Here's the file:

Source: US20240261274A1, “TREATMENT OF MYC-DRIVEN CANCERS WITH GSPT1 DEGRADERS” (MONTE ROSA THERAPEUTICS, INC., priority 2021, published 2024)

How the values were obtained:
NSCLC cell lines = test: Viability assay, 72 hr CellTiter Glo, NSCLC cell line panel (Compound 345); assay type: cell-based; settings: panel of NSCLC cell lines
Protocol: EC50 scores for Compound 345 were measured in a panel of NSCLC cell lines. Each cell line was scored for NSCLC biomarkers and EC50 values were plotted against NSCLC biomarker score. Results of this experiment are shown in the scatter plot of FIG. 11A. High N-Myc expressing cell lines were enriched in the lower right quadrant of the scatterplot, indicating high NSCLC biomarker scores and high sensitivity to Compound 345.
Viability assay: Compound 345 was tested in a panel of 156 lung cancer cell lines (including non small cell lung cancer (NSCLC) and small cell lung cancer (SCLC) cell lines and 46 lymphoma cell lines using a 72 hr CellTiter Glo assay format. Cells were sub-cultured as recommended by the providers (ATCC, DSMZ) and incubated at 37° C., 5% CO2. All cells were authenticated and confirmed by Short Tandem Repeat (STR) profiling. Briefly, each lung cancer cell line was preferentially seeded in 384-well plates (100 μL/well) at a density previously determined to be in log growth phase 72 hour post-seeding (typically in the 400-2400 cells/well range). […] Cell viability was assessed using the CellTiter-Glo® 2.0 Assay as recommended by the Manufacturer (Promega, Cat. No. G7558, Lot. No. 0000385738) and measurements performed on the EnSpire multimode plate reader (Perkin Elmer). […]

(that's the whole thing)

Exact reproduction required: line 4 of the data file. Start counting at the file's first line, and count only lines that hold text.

Protocol: EC50 scores for Compound 345 were measured in a panel of NSCLC cell lines. Each cell line was scored for NSCLC biomarkers and EC50 values were plotted against NSCLC biomarker score. Results of this experiment are shown in the scatter plot of FIG. 11A. High N-Myc expressing cell lines were enriched in the lower right quadrant of the scatterplot, indicating high NSCLC biomarker scores and high sensitivity to Compound 345.